How to win over a reporter with just one more question

By Drew Miale



A few years ago, I worked with a transportation and logistics company that came up with an interesting idea for an incentive program. When making deliveries, they had their truck drivers ask customers if they had any other orders or loads that they could help with while they were on-site. Any driver that got extra business from this “One More Order” campaign got entered into a drawing for different prizes. The program was very popular and generated a lot of extra business, just by asking “what else can I help you with?”


I think a similar philosophy can be applied to media relations. As many of us in PR know, it’s difficult to get a reporter to respond to your email (or even open it). In Muck Rack’s State of PR 2022 study, 52% of PR professionals listed “getting responses from journalists” as their top challenge. And, when they do respond, the answer can often be “no thanks.”


Rather than accept this rejection, there is a good opportunity here to ask one more question and see if there is something else that you can offer. For example, if you pitch a reporter asking for an interview, and they decline, here are a few things that you can ask to re-direct the conversation and potentially turn a “no” into a “yes.”

  • Contributed articles (bylines) – Recently, an editor turned down some product news from my client, saying that they “just didn’t have time to write a story” because they were too busy with other assignments. I asked if I could help lighten their workload by having the client write a contributed article for them, discussing some high-level trends related to the technology. The editor said yes to the byline, and we started writing the article right away.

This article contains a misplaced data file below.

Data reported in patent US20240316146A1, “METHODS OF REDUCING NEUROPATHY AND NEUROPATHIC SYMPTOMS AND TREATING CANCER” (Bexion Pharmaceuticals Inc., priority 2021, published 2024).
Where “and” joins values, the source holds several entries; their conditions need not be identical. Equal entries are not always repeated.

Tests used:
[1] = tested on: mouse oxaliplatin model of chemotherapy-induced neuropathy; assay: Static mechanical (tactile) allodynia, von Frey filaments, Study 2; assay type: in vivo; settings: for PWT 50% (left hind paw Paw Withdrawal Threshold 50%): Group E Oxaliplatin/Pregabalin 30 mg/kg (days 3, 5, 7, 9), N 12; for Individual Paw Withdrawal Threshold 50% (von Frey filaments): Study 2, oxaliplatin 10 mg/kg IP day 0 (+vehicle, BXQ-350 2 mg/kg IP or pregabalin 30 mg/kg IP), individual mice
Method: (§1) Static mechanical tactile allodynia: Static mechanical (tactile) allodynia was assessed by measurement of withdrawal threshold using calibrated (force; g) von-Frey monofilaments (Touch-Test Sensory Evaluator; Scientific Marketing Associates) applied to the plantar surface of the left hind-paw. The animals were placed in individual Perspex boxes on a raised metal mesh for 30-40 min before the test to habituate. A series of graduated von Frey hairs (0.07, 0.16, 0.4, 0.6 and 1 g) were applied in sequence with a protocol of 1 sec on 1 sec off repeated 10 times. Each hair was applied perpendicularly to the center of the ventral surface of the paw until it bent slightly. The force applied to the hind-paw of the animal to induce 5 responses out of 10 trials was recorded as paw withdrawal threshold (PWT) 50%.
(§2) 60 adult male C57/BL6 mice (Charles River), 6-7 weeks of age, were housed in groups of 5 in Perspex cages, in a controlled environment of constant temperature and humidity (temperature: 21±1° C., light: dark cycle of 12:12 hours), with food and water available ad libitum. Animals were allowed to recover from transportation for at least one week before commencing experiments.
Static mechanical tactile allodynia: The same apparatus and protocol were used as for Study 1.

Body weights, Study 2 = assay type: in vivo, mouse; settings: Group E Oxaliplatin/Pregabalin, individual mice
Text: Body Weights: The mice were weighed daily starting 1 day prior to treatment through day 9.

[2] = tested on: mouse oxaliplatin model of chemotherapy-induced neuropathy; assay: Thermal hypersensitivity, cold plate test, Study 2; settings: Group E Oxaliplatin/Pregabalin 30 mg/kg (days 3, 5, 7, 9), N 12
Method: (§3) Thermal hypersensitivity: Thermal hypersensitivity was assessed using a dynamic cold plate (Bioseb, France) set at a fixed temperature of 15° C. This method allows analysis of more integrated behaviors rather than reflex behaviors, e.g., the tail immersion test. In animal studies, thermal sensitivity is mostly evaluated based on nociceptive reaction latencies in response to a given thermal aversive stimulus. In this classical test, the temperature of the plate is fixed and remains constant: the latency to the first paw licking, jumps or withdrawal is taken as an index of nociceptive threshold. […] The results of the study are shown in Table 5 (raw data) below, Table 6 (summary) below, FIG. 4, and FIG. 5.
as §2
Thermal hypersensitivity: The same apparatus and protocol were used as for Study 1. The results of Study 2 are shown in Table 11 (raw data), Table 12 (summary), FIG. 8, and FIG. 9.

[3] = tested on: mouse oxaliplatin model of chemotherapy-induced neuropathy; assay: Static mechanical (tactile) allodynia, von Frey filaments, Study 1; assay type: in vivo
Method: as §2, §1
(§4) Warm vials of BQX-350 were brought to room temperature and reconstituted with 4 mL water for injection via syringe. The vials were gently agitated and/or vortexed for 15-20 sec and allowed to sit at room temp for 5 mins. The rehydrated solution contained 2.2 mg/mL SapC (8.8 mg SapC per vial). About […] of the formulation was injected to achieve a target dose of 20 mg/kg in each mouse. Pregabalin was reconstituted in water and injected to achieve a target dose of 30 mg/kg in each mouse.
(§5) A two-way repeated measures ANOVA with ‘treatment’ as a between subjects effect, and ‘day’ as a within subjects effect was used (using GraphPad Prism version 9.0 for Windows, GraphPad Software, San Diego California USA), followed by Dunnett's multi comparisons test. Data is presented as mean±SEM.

• Podcasts – If a reporter turns down a pitch or request for an interview, do some research and see if they have a podcast. After listening to past episodes, ask them if they would consider your executive or client as a potential guest, explaining what they could talk about on the show and how listeners would benefit from their insights. You will need to invest some time to do the research and get to know the podcast, but it could turn into a great opportunity for a long-form discussion. And podcast interviews are great content to promote on social media, on your website, or in an email campaign.

  • Other stories – Again, this requires some up-front research, but by digging in and looking at some of the main topics, trends and issues that a reporter covers, as well as their different beats, you may be able to offer your expert or client as a source for an upcoming story in an area that the reporter is following closely. It is definitely worth the extra time to read a reporter’s past stories so that you can get to know what’s important to them. The key here is to “connect the dots” and find something that your client has that directly relates to what the journalist is interested in.


By doing your research, giving some extra thought, and asking the right questions, you can help turn a no into a yes, creating new media opportunities and building a better relationship with the editors and reporters that are most important to you.